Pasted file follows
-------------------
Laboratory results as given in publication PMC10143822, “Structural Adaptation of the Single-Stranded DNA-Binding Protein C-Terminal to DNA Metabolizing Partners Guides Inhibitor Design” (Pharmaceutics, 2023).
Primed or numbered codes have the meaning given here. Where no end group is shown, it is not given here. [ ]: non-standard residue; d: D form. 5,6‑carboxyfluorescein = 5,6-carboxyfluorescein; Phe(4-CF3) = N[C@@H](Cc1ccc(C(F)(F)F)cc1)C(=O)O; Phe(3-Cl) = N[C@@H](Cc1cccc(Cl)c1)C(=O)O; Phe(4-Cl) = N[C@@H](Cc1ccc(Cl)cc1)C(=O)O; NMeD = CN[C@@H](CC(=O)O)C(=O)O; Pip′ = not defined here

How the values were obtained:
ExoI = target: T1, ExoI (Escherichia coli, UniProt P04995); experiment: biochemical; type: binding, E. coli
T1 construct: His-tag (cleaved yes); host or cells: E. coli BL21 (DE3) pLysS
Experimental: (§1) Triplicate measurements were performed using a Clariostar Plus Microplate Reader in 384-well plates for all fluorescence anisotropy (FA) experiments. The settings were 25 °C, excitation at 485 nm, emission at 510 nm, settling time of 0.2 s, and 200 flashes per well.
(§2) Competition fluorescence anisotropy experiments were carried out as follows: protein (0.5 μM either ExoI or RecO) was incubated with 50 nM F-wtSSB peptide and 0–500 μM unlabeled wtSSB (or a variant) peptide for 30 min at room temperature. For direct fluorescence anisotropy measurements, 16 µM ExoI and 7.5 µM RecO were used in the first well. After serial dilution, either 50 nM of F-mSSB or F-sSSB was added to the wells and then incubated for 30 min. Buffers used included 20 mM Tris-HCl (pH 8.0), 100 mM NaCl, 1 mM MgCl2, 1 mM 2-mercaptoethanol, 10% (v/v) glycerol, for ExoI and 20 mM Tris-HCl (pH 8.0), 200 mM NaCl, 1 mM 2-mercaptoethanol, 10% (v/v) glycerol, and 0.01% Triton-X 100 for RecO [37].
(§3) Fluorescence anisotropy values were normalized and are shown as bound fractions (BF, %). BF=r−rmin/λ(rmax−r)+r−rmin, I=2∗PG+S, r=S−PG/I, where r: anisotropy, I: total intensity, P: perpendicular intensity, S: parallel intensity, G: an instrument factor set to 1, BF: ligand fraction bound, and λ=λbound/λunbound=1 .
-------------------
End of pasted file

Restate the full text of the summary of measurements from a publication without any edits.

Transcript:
Laboratory results as given in publication PMC10143822, “Structural Adaptation of the Single-Stranded DNA-Binding Protein C-Terminal to DNA Metabolizing Partners Guides Inhibitor Design” (Pharmaceutics, 2023).
Primed or numbered codes have the meaning given here. Where no end group is shown, it is not given here. [ ]: non-standard residue; d: D form. 5,6‑carboxyfluorescein = 5,6-carboxyfluorescein; Phe(4-CF3) = N[C@@H](Cc1ccc(C(F)(F)F)cc1)C(=O)O; Phe(3-Cl) = N[C@@H](Cc1cccc(Cl)c1)C(=O)O; Phe(4-Cl) = N[C@@H](Cc1ccc(Cl)cc1)C(=O)O; NMeD = CN[C@@H](CC(=O)O)C(=O)O; Pip′ = not defined here

How the values were obtained:
ExoI = target: T1, ExoI (Escherichia coli, UniProt P04995); experiment: biochemical; type: binding, E. coli
T1 construct: His-tag (cleaved yes); host or cells: E. coli BL21 (DE3) pLysS
Experimental: (§1) Triplicate measurements were performed using a Clariostar Plus Microplate Reader in 384-well plates for all fluorescence anisotropy (FA) experiments. The settings were 25 °C, excitation at 485 nm, emission at 510 nm, settling time of 0.2 s, and 200 flashes per well.
(§2) Competition fluorescence anisotropy experiments were carried out as follows: protein (0.5 μM either ExoI or RecO) was incubated with 50 nM F-wtSSB peptide and 0–500 μM unlabeled wtSSB (or a variant) peptide for 30 min at room temperature. For direct fluorescence anisotropy measurements, 16 µM ExoI and 7.5 µM RecO were used in the first well. After serial dilution, either 50 nM of F-mSSB or F-sSSB was added to the wells and then incubated for 30 min. Buffers used included 20 mM Tris-HCl (pH 8.0), 100 mM NaCl, 1 mM MgCl2, 1 mM 2-mercaptoethanol, 10% (v/v) glycerol, for ExoI and 20 mM Tris-HCl (pH 8.0), 200 mM NaCl, 1 mM 2-mercaptoethanol, 10% (v/v) glycerol, and 0.01% Triton-X 100 for RecO [37].
(§3) Fluorescence anisotropy values were normalized and are shown as bound fractions (BF, %). BF=r−rmin/λ(rmax−r)+r−rmin, I=2∗PG+S, r=S−PG/I, where r: anisotropy, I: total intensity, P: perpendicular intensity, S: parallel intensity, G: an instrument factor set to 1, BF: ligand fraction bound, and λ=λbound/λunbound=1 .